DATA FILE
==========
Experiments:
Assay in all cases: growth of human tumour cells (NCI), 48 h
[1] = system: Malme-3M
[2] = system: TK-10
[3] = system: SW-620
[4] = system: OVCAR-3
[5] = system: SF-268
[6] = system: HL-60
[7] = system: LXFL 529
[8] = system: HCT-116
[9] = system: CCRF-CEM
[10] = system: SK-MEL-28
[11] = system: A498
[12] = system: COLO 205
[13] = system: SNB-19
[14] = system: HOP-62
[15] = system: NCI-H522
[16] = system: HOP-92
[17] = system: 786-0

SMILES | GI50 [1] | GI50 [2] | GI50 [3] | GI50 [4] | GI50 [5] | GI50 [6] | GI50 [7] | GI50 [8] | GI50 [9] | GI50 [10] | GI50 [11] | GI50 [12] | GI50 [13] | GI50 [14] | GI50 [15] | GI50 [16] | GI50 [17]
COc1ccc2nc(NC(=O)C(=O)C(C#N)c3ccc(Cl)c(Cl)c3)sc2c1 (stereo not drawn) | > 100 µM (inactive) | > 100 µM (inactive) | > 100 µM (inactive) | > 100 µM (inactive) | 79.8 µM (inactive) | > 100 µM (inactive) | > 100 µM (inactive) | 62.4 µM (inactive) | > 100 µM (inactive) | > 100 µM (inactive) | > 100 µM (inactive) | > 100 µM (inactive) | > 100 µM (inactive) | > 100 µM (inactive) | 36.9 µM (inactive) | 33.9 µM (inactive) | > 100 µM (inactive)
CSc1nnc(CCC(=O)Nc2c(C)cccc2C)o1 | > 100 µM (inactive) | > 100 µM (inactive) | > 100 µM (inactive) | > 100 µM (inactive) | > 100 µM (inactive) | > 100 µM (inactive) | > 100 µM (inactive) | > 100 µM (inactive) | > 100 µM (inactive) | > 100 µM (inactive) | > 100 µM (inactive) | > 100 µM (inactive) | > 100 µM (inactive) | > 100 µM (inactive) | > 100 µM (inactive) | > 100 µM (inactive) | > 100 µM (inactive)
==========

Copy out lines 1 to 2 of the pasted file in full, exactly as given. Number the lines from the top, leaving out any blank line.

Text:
Experiments:
Assay in all cases: growth of human tumour cells (NCI), 48 h